“Secondary metabolites from marine organisms as signals toxins (PDF download) by hjkuiw354


									                                    Departmental Seminar
                                      Semester 1, 2010
                   Department of Chemistry & Biomolecular Sciences
                       Macquarie University, Sydney Australia
  The Speaker

                                                Prof. Dr. Ulf Bickmeyer
                                               Alfred Wegener Institute
                                               Bremerhaven, GERMANY

                    “Secondary metabolites from marine organisms
                    as signals, toxins and tools or cell physiology”

                          12 Noon February 25th Thursday
                            F7B 322 (CBMS Tea Room)
Bromophenols and other brominated substances smell strongly and are commom in aquatic
environments and therefore can serve as chemical cues for organisms. Brominated secondary
metabolites additionally seem to permeate cellular membranes easily and therefore reach
intracellular target sites quickly. Pyrrole alkaloids, phenols and sesquiterpenes hydroquinones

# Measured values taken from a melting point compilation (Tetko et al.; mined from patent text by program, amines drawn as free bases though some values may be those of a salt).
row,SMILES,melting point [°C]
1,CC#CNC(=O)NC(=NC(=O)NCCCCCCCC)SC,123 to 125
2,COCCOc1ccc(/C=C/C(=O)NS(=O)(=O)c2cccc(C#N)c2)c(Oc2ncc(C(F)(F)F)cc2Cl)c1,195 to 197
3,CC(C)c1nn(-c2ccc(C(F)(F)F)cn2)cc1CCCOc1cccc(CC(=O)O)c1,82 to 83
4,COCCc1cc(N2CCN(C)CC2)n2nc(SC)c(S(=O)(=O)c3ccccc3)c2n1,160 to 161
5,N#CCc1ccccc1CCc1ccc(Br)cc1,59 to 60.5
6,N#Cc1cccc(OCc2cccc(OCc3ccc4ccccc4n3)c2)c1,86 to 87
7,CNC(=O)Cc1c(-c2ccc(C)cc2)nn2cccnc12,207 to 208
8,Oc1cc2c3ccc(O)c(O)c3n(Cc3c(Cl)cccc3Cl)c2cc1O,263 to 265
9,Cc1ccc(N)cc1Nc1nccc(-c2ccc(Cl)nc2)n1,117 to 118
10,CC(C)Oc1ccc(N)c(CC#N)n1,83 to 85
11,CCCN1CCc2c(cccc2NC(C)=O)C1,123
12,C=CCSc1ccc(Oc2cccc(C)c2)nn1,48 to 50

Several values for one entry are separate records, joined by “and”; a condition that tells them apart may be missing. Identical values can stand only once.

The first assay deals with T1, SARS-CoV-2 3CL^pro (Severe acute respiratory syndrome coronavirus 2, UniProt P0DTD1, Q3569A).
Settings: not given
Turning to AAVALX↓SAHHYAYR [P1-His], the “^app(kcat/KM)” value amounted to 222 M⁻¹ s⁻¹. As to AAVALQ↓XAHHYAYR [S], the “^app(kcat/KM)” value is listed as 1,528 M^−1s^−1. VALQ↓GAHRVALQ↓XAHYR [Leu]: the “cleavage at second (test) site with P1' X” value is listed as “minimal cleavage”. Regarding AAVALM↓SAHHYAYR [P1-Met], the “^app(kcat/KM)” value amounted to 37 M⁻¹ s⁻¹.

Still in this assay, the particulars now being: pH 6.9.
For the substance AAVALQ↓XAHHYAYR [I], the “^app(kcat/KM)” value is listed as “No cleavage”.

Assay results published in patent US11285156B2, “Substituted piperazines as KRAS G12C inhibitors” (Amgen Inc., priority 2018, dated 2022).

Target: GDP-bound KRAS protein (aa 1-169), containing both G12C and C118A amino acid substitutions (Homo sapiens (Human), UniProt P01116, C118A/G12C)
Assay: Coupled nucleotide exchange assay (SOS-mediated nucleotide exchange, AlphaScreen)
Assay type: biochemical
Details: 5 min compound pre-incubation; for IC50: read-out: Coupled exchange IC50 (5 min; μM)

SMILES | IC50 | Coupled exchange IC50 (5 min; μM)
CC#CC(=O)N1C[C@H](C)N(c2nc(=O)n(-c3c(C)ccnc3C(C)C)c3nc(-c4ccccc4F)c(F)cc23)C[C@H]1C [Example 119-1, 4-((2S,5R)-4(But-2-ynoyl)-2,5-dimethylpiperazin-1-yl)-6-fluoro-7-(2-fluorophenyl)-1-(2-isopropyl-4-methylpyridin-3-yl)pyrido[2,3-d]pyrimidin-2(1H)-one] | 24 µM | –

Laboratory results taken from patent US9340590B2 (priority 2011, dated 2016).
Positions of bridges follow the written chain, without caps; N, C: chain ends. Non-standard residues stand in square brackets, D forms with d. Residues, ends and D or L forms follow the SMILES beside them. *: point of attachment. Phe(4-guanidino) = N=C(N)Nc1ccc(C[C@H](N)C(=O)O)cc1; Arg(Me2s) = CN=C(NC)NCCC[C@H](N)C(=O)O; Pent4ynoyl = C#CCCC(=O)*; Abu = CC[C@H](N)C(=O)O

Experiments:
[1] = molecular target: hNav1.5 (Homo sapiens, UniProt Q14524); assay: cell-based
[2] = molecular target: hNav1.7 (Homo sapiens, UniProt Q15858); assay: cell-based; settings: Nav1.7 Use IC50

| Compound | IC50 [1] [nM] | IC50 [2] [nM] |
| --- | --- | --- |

interact with cellular processing, for example; calcium signalling. Others such as ageladine A
can be used as cellular dyes to unravel cellular trafficking and vesicle dynamics and to reveal
acidic tissues in transparent animals.

Five Representative Publications
1. Ulf Bickmeyer, Christoph Drechsler, Matthias Köck, Michael Assmann: Brominated pyrrole alkaloids from
   marine Agelas sponges reduce depolarization-induced cellular calcium elevation. Toxicon. 44. 45-51. 2004
2. Adrian Wertz, Wolfgang Rössler, Malu Obermayer, Ulf Bickmeyer:Functional Neuroanatomy of the
   Rhinophore of Aplysia punctata. Front. Zool. 3. 6. 2006
3. Thomas Hassenklöver, Sabine Predehl, Jyotsna Pili, Michael Assmann, Ulf Bickmeyer: Bromophenols,
   present both in marine organisms and in industrial flame retardants, disturb cellular calcium signalling in
   neuroendocrine cells (PC12). Aquatic Toxicol. 76. 37-45. 2006
4. Ulf Bickmeyer, Achim Grube, Karl-Walter Klings, Matthias Köck: Ageladine A, a pyrrole-imidazole
   alkaloid from marine sponges, is a pH sensitive membrane permeable dye. Biochemical and Biophysical
   Research Communications. 373. 419–422. 2008 Corrigendum: 383(4), 519. 2009
5. Ulf Bickmeyer, Achim Grube, Karl-Walter Klings, Joesph R Pawlik, Matthias Köck, M. Siphonodictyal B1
   from a marine sponge increases intracellular calcium levels comparable to the Ca2+-ATPase (SERCA)
   inhibitor thapsigargin, Marine Biotechnology., doi:10.1007/s10126-009-9206-1 (in press)

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